Over the course of the last couple of months, I have unfortunately become quite addicted to micro-blogging site Twitter. I am constantly suprised by Twitter, not just in terms of its uptake, but also in terms of its functionality and usability, not just in a pure financial sense but also in terms of context.
Last night was just such a night. Whilst a lot of noise has been made of Twitter from a networking perspective, Twitter from a thought leadership perspective, it was last night that I saw Twitter as a citizen journalist tool. Its not the first time to be honest. When the plane recently went into the Hudson River, there was a post on Twitter within minutes of it happening.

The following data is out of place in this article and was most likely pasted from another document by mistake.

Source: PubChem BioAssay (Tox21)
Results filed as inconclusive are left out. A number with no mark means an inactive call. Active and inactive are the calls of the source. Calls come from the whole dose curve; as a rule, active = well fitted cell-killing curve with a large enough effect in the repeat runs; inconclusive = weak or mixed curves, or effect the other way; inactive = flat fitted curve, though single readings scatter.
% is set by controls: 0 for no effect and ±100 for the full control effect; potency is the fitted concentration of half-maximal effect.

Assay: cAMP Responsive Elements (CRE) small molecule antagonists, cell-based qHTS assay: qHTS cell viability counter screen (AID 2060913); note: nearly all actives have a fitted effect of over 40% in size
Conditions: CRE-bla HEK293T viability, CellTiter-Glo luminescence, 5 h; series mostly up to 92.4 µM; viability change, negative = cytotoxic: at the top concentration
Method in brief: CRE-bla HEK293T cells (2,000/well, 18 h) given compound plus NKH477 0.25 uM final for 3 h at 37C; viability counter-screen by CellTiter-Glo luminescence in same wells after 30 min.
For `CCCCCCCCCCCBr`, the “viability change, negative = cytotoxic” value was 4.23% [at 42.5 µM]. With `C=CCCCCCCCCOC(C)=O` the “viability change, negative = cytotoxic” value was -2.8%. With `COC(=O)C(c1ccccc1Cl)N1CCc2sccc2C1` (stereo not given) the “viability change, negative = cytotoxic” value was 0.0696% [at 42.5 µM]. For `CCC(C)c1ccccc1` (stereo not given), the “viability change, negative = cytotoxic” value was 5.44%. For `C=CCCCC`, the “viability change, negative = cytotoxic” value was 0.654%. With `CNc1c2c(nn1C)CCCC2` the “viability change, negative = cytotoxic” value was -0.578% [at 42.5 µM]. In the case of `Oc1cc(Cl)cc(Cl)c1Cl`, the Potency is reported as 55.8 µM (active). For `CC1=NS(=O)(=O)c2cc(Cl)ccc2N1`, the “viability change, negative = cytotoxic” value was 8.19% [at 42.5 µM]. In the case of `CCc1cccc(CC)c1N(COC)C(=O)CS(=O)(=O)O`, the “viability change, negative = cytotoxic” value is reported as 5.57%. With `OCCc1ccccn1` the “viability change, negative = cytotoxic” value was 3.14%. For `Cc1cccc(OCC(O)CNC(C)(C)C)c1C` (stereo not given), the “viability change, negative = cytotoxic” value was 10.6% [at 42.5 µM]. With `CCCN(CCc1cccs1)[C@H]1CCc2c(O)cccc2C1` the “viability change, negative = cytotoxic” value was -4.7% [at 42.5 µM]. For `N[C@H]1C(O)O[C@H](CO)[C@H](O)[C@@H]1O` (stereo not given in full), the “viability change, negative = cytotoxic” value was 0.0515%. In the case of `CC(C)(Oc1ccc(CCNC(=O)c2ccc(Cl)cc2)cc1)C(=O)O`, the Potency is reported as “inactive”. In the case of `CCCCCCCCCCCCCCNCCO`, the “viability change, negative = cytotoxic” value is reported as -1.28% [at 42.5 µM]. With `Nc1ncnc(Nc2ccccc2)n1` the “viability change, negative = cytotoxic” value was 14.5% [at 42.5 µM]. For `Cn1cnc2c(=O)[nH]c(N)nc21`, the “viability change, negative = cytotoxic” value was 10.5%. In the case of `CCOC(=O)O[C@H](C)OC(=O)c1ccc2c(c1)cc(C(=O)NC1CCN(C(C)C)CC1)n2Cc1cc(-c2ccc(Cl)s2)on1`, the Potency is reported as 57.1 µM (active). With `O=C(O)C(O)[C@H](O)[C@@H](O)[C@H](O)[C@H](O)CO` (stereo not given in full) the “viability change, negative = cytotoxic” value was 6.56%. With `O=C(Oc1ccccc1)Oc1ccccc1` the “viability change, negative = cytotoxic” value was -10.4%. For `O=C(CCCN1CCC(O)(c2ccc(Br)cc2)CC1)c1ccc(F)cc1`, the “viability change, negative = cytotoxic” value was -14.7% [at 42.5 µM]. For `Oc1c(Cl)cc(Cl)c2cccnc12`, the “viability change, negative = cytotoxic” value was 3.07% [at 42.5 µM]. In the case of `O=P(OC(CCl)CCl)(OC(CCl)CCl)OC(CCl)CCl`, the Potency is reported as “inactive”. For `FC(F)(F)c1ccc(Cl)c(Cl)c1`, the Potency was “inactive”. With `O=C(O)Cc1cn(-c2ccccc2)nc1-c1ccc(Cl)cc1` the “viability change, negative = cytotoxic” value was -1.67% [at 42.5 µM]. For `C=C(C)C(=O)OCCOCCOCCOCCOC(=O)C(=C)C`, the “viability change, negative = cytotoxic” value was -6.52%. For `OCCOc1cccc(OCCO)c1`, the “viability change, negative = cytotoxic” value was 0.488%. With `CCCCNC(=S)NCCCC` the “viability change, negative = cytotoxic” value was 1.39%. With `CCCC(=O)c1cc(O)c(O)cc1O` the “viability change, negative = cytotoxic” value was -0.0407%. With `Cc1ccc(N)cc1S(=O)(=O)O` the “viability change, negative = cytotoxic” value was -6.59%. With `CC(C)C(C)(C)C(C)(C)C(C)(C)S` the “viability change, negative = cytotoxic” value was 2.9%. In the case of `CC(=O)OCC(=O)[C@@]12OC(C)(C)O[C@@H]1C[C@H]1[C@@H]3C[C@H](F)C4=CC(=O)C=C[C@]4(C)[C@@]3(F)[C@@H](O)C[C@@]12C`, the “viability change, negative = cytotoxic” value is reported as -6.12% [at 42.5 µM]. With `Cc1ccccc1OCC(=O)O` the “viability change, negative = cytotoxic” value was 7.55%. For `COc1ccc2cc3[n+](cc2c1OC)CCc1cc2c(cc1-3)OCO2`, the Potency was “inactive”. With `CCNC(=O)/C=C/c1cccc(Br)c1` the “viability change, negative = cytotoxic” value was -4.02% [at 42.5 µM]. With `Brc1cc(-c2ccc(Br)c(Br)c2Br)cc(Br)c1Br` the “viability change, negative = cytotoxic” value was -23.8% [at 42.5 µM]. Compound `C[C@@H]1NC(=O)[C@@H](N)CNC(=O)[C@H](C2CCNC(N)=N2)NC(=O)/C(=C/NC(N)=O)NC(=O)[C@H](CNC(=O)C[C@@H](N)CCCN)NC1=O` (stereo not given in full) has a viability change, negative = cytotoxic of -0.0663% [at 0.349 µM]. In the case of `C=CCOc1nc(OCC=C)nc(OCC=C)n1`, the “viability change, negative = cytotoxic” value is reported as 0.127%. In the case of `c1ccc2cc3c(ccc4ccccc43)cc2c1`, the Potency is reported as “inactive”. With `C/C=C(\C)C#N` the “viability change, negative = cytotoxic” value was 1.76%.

Last night was similar. In the early hours of Friday morning (UK wise anyhow), a story started doing the rounds regarding Martin Schaedel (@martin), a well respected person within the Silicon Valley community had died in a plane crash in Santa Monica. People like @btabke (Brett Tabke) @Jenstar Jennifer Slegg)( and @DannySullivan (Danny Sullivan) posted a number of comments relating to the crash over the course of a three hour period or so, keeping many people in the loop as to proceedings. A live stream of condolenses has been building within Twitter, many from prominent internet and search marketing individuals.
Whilst in the grand scheme of things this was a fairly small incident, from a personal perspective it has opened my eyes as to the power of Twitter from this sort of perspective, particularly when you combine services such as Twitpic to the whole Twitter mix. All of the sudden you have a real-time, interactive overview of breaking news in some cases from a 1st person perspective. How many other communication channels can do that….